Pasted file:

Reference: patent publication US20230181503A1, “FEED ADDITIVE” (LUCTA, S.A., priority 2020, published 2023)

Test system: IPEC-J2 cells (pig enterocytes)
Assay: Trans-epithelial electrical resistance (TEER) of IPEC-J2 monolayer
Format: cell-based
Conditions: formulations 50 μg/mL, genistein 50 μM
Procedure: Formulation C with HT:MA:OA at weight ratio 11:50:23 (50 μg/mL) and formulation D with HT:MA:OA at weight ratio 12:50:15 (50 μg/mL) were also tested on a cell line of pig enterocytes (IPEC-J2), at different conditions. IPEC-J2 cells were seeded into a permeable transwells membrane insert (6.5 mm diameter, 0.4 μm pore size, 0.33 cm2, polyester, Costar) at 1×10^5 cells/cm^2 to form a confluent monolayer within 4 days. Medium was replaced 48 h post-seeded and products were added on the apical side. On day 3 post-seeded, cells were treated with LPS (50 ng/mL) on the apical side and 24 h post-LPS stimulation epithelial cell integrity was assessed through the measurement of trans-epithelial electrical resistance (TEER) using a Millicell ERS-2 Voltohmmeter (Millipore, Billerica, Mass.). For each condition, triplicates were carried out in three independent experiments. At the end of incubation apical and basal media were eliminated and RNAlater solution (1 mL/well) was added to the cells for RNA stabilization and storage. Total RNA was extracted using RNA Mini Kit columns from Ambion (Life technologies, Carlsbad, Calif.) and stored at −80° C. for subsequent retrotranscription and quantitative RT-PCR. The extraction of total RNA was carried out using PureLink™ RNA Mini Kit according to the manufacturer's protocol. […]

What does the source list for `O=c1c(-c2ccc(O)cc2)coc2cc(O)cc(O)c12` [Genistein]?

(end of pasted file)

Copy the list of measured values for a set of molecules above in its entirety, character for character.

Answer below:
Reference: patent publication US20230181503A1, “FEED ADDITIVE” (LUCTA, S.A., priority 2020, published 2023)

Test system: IPEC-J2 cells (pig enterocytes)
Assay: Trans-epithelial electrical resistance (TEER) of IPEC-J2 monolayer
Format: cell-based
Conditions: formulations 50 μg/mL, genistein 50 μM
Procedure: Formulation C with HT:MA:OA at weight ratio 11:50:23 (50 μg/mL) and formulation D with HT:MA:OA at weight ratio 12:50:15 (50 μg/mL) were also tested on a cell line of pig enterocytes (IPEC-J2), at different conditions. IPEC-J2 cells were seeded into a permeable transwells membrane insert (6.5 mm diameter, 0.4 μm pore size, 0.33 cm2, polyester, Costar) at 1×10^5 cells/cm^2 to form a confluent monolayer within 4 days. Medium was replaced 48 h post-seeded and products were added on the apical side. On day 3 post-seeded, cells were treated with LPS (50 ng/mL) on the apical side and 24 h post-LPS stimulation epithelial cell integrity was assessed through the measurement of trans-epithelial electrical resistance (TEER) using a Millicell ERS-2 Voltohmmeter (Millipore, Billerica, Mass.). For each condition, triplicates were carried out in three independent experiments. At the end of incubation apical and basal media were eliminated and RNAlater solution (1 mL/well) was added to the cells for RNA stabilization and storage. Total RNA was extracted using RNA Mini Kit columns from Ambion (Life technologies, Carlsbad, Calif.) and stored at −80° C. for subsequent retrotranscription and quantitative RT-PCR. The extraction of total RNA was carried out using PureLink™ RNA Mini Kit according to the manufacturer's protocol. […]

What does the source list for `O=c1c(-c2ccc(O)cc2)coc2cc(O)cc(O)c12` [Genistein]?